Jobs on the line
Originally Posted on Saturday, December 5, 2009 | By Richard Craver
Reposted from The Winston-Salem Journal
Job cuts, potentially at a major level, appear on the horizon again for R.J. Reynolds Tobacco Co.
Reynolds said yesterday that it is asking for volunteers among its 1,800 manufacturing employees to take a severance package as part of a business analysis.
The company has not set a job-cut goal, said Jan Smith, a senior director of communications for Reynolds. The offer will not affect plant employees "who do not express interest in leaving, nor any other Reynolds Tobacco employees," Smith said.
The last two times Reynolds conducted a business analysis, it resulted in major job cuts.
It eliminated 2,600 jobs companywide, including 800 in manufacturing, in 2003-04. q It is nearly done with a cut of 570 white-collar jobs that began in September 2008 and is scheduled to end in early 2010.
Reynolds did add between 800 and 1,200 local jobs as part of buying Brown & Williamson Corp. in July 2004.
Smith said that Reynolds has identified areas where it could improve productivity and cut costs.
"The company's decisions on how many jobs are eliminated, and which jobs, will be driven by business needs to ensure the company has the staffing levels and skills sets it needs to continue operating effectively," Smith said.
She said the last time manufacturing workers had the chance to volunteer for a severance package was September 2003.
That Reynolds is reducing its manufacturing work force is not surprising given lower demand for cigarettes nationwide, analysts said.
Contributing to the decline are higher excise taxes, more smoking bans, increasing social stigma regarding tobacco products, and reduction in Reynolds marketing. Reynolds said in November that its cigaretteshipment volume fell 11 percent in the third quarter to 20.6 billion cigarettes compared with a year ago. Reynolds said that the industry decline was 12.6 percent. Since 1983, Reynolds has eliminated 80 percent of its local work force through at least 16 job-cut announcements, going from 15,500 fulltime workers to 3,030 by early 2010.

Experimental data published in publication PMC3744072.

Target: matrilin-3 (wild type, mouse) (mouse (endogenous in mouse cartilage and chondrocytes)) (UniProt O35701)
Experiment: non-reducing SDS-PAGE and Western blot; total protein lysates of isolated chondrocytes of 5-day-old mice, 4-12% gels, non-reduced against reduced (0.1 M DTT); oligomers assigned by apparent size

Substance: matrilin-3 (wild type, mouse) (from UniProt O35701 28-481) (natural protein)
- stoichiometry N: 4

Employees who contacted the Winston-Salem Journal expressed concern that Reynolds may be preparing for either a major manufacturing reduction or a transfer of production to contract vendors in 2010. Such a restructuring could include the closing of its Whitaker Park plant, where production was reduced significantly in past efforts. Reynolds has 1,200 workers in Tobaccoville and 600 in Whitaker Park.
Analysts and economic officials question how many volunteers Reynolds will get given an 11.1 percent unemployment rate in the Triad, including a hard-hit local manufacturing sector.
Many of Reynolds' manufacturing employees make between $50,000 and $62,400 a year. By contrast, the average manufacturing employee in North Carolina makes $31,574 a year, according to the N.C. Employment Security Commission.
Michael Lord, an associate professor of management at Wake Forest University, said that the attractiveness of the severance package will depend on each employee's own situation.
"In general, this very weak economy will cause more employees to hesitate or to even just automatically reject the offer," Lord said.
If involuntary reductions do happen next year, there's no way to tell exactly what those might look like or how large they might be. There are too many uncertainties. "But the cuts could be substantial." Smith said that Reynolds expects the offer will be attractive because of a decision made in 2008 to reduce its overall severance package, beginning Jan. 1, 2009.
The severance package offered yesterday is the same as in September 2008 â?? two weeks of pay for every year of service, with a minimum of 13 weeks of pay regardless of years of service, and a maximum of 78 weeks, along with benefits and outplacement assistance. The new package still will include two weeks of pay for every year of service.
But it will be paid in a lump sum as soon as employment ends rather than a "salary continuation" period, Smith said.
She said that there are other changes "which are better aligned with what most companies our size offer, and better than what some of them offer."
Of the 570 jobs eliminated in the September 2008 restructuring, 320 were involuntary and 250 voluntary. Employees eligible for retirement and retiree health benefits represented 90 percent of the 250 who volunteered to leave, Smith said. "We think a significant number of our manufacturing employees may be interested in leaving if they have the opportunity to do so with a severance package," Smith said. "Many of our manufacturing employees are currently, or will soon be, eligible for retirement benefits as well."
Reynolds is not alone in cutting jobs. Phi l ip Morris USA completed the closing of a cigarette-manufacturing plant in Concord in July, affecting 2,500 jobs. Several hundred jobs were transferred to its plant in Richmond.
The severance package "will give Reynolds' employees who have been thinking about retiring an opportunity to do so with enhanced benefits," said Gayle Anderson, the president and chief executive of the Winston-Salem Chamber of Commerce.
"Like so many of our manufacturing companies, demand is declining and productivity is increasing, with the inevitable result that their work force gets smaller," Anderson said.
News of the job cuts initially lifted Reynolds' share price to a 52-week high of $53.37 before it closed at $53.04.